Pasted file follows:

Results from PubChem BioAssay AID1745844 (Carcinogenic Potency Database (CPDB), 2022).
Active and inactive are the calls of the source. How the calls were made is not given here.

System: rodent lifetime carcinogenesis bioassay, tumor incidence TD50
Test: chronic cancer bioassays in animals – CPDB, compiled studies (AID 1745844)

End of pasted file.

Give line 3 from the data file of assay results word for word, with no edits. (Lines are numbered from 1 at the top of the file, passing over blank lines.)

System: rodent lifetime carcinogenesis bioassay, tumor incidence TD50